There are many ways to compose enterprise applications' business layer. Early EJB version were bit of hard to use since there were many unnecessary (compared to other lightweight frameworks came lately) work/development to be done by the developer. Most recently there have been a huge improvements to the specs similar to that of the lightweight (web/business) frameworks provide.
EJBs are primarily focused on the business layer (and the persistence layer with the JPA support) of an application. There are many other frameworks which can be used to achieve similar results. But it can be a preference of a given project/company to use certain technology provider for their application. And most importantly the ease of use (as EJBs becoming more lightweight and easy to use over time) is a key factor.
You might want to check on some of the new features listed in FAQ for more information.
Also something to consider is that EJB design pattern came about before SOA design pattern. With SOA, the infrastructure is more immediate, and combinable. You can create new applications through composite of other , more granular services. If you contrast EJB with SOA, you'll gain some insight on when to use and not use EJB.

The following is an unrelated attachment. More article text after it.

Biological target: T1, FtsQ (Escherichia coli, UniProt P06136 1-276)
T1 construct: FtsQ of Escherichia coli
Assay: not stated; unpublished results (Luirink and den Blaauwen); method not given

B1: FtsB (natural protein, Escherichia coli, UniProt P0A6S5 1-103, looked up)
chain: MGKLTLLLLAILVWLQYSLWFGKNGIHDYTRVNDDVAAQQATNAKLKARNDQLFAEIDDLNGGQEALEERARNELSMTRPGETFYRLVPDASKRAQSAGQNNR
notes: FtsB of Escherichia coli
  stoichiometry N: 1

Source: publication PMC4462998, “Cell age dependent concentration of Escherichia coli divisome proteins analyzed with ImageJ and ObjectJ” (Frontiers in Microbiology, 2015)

You would need EJBs in a Java EE application when you need services such as transactions, security, pooling, monitoring, asynchronous processing, scheduling and the like. The fist and second chapters of EJB 3 in Action answers this question in detail.
Independent Consultant — Author, EJB 3 in Action — Expert Group Member, Java EE 6 and EJB 3.1
As Reza mention, pretty much any business logic you have in your application is going to need these services eventually. So it's a good idea to start using EJB's from the beginning. Remember EJB lite runs inside the Web container so if you are "only building a web-app" there is no reason not to use EJBs since @EJB is supported inside a WAR file without the need to deploy them separately. With all this said, it is a great idea to use them.
Java EE Evangelist — Author, EJB 3 in Action 2nd Edition — Java Community Process Member
Roger Sterling wrote:Also something to consider is that EJB design pattern came about before SOA design pattern. With SOA, the infrastructure is more immediate, and combinable. You can create new applications through composite of other , more granular services. If you contrast EJB with SOA, you'll gain some insight on when to use and not use EJB.
I don't really see the contrast. They are not mutually exclusive. In fact, there is much to be said for implementing SOA using EJB, even without exposing your EJB's as WS. Depending on the interoperability requirements and Java EE server availability, I would prefer to implement SOA as Remote EJB's.
I don't see the use of choosing the slowest option by default. Except "everyone's doing it these days".